Remarks Dr Goldman: Finding that women with Generalised Anxiety Disorder respond positively to regular physical activity, this team uncovers an accessible and effective approach to combat anxiety, irritability,feelings of tension, low energy and pain.
Grapes May Help Prevent Blindness
Age-related macular degeneration (AMD) is the leading cause of legal blindness for people age 55-plus in the Western world. Ageing of the retina is associated with increased levels of oxidative damage, and oxidative stress is thought to play a pivotal role in the development of AMD. Silvia Finnemann, from Fordham University (New York), and colleagues investigated the impact of an antioxidant-rich diet on vision using mice prone to developing retinal damage in old age in much the same way as humans do. Mice either received a grape-enriched diet, a diet with added lutein, or a normal diet. The team found that the grape-enriched diet protected against oxidative damage of the retina and prevented blindness in those mice consuming grapes. While lutein was also effective, grapes were found to offer significantly more protection. The study authors conclude that: “These findings identify [that] oxidative burden of [retinal] cells in vivo … is associated with age-related blindness and … can be prevented by consuming an antioxidant-rich diet.”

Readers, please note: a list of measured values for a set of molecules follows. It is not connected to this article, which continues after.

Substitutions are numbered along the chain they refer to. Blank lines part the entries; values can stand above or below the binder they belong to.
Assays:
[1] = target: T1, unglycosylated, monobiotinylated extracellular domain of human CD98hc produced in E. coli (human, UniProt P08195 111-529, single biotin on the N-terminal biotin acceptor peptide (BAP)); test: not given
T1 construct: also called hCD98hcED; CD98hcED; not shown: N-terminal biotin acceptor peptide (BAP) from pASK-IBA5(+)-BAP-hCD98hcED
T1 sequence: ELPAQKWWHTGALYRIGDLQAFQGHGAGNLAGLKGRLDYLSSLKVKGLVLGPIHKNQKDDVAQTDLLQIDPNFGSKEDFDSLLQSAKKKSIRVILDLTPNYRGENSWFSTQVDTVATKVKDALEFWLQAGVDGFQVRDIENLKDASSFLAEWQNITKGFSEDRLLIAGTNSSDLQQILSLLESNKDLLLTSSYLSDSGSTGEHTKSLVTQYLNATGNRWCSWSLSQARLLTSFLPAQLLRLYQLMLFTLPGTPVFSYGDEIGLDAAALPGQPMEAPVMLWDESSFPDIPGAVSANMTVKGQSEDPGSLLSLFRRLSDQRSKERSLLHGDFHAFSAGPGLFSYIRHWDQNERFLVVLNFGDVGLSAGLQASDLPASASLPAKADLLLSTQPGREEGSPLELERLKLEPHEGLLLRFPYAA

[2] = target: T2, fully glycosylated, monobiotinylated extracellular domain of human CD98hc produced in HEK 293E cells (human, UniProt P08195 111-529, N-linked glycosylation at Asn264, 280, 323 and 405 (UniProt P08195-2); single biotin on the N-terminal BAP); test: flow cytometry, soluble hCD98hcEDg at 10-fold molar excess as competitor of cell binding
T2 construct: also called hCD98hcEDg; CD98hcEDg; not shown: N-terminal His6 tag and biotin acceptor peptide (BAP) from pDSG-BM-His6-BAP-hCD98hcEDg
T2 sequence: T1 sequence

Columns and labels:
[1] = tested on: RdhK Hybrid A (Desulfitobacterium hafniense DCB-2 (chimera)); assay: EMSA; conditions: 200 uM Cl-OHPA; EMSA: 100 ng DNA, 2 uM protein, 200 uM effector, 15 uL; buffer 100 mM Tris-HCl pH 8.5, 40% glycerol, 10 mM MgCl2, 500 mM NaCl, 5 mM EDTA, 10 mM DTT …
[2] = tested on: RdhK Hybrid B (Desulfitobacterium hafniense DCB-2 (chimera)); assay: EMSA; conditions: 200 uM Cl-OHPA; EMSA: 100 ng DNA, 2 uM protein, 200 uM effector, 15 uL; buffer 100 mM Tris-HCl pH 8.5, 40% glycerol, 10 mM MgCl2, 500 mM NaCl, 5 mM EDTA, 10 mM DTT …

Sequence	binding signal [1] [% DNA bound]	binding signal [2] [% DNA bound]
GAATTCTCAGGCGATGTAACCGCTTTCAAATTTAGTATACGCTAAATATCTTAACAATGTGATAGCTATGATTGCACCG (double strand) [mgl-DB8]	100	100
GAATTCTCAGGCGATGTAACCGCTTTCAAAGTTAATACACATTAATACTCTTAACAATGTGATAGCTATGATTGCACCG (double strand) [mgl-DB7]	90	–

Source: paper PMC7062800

Comments Dr Klatz: This study suggests that antioxidant-rich grapes may offer potent protection for eyes, and may open new avenues for innovative therapies to slow or help prevent the onset of age-related macular degeneration.